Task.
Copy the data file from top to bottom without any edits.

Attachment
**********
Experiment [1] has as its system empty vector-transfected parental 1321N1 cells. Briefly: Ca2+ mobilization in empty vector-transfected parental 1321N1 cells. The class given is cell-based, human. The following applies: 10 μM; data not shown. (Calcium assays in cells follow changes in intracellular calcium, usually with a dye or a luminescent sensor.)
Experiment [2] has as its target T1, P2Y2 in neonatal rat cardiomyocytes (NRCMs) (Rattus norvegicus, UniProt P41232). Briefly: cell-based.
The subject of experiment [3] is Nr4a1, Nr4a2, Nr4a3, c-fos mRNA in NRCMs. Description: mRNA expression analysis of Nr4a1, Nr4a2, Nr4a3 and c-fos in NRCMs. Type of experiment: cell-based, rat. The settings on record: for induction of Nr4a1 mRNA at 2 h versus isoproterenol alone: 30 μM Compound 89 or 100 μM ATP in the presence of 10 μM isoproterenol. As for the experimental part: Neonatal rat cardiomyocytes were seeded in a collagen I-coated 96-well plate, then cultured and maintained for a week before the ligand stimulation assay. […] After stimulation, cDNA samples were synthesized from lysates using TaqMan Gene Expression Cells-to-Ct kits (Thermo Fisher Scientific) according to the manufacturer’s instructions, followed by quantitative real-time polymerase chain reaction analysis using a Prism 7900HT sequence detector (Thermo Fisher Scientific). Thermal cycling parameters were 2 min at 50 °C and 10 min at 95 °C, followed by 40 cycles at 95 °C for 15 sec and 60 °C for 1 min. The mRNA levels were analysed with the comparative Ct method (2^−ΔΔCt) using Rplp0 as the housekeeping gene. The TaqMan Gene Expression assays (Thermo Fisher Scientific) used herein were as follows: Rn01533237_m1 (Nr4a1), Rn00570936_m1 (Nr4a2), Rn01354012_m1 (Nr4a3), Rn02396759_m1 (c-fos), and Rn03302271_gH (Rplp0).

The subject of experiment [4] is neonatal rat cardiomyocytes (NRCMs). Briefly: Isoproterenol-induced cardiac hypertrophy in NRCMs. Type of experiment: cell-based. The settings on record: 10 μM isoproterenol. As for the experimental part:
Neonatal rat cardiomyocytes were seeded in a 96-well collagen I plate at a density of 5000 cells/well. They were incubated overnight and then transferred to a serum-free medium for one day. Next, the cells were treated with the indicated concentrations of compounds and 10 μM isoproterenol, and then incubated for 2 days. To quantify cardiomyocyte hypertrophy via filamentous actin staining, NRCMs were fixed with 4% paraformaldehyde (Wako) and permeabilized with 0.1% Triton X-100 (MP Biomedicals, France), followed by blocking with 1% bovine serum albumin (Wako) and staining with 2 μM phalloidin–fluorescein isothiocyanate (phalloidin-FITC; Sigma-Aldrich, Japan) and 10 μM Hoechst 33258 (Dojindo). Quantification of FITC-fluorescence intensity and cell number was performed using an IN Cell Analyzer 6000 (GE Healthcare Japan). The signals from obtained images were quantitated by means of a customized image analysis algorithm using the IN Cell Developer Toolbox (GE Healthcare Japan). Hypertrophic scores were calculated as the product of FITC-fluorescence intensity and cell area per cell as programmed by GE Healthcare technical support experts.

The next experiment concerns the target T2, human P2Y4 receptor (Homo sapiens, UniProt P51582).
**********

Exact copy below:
Experiment [1] has as its system empty vector-transfected parental 1321N1 cells. Briefly: Ca2+ mobilization in empty vector-transfected parental 1321N1 cells. The class given is cell-based, human. The following applies: 10 μM; data not shown. (Calcium assays in cells follow changes in intracellular calcium, usually with a dye or a luminescent sensor.)
Experiment [2] has as its target T1, P2Y2 in neonatal rat cardiomyocytes (NRCMs) (Rattus norvegicus, UniProt P41232). Briefly: cell-based.
The subject of experiment [3] is Nr4a1, Nr4a2, Nr4a3, c-fos mRNA in NRCMs. Description: mRNA expression analysis of Nr4a1, Nr4a2, Nr4a3 and c-fos in NRCMs. Type of experiment: cell-based, rat. The settings on record: for induction of Nr4a1 mRNA at 2 h versus isoproterenol alone: 30 μM Compound 89 or 100 μM ATP in the presence of 10 μM isoproterenol. As for the experimental part: Neonatal rat cardiomyocytes were seeded in a collagen I-coated 96-well plate, then cultured and maintained for a week before the ligand stimulation assay. […] After stimulation, cDNA samples were synthesized from lysates using TaqMan Gene Expression Cells-to-Ct kits (Thermo Fisher Scientific) according to the manufacturer’s instructions, followed by quantitative real-time polymerase chain reaction analysis using a Prism 7900HT sequence detector (Thermo Fisher Scientific). Thermal cycling parameters were 2 min at 50 °C and 10 min at 95 °C, followed by 40 cycles at 95 °C for 15 sec and 60 °C for 1 min. The mRNA levels were analysed with the comparative Ct method (2^−ΔΔCt) using Rplp0 as the housekeeping gene. The TaqMan Gene Expression assays (Thermo Fisher Scientific) used herein were as follows: Rn01533237_m1 (Nr4a1), Rn00570936_m1 (Nr4a2), Rn01354012_m1 (Nr4a3), Rn02396759_m1 (c-fos), and Rn03302271_gH (Rplp0).

The subject of experiment [4] is neonatal rat cardiomyocytes (NRCMs). Briefly: Isoproterenol-induced cardiac hypertrophy in NRCMs. Type of experiment: cell-based. The settings on record: 10 μM isoproterenol. As for the experimental part:
Neonatal rat cardiomyocytes were seeded in a 96-well collagen I plate at a density of 5000 cells/well. They were incubated overnight and then transferred to a serum-free medium for one day. Next, the cells were treated with the indicated concentrations of compounds and 10 μM isoproterenol, and then incubated for 2 days. To quantify cardiomyocyte hypertrophy via filamentous actin staining, NRCMs were fixed with 4% paraformaldehyde (Wako) and permeabilized with 0.1% Triton X-100 (MP Biomedicals, France), followed by blocking with 1% bovine serum albumin (Wako) and staining with 2 μM phalloidin–fluorescein isothiocyanate (phalloidin-FITC; Sigma-Aldrich, Japan) and 10 μM Hoechst 33258 (Dojindo). Quantification of FITC-fluorescence intensity and cell number was performed using an IN Cell Analyzer 6000 (GE Healthcare Japan). The signals from obtained images were quantitated by means of a customized image analysis algorithm using the IN Cell Developer Toolbox (GE Healthcare Japan). Hypertrophic scores were calculated as the product of FITC-fluorescence intensity and cell area per cell as programmed by GE Healthcare technical support experts.

The next experiment concerns the target T2, human P2Y4 receptor (Homo sapiens, UniProt P51582).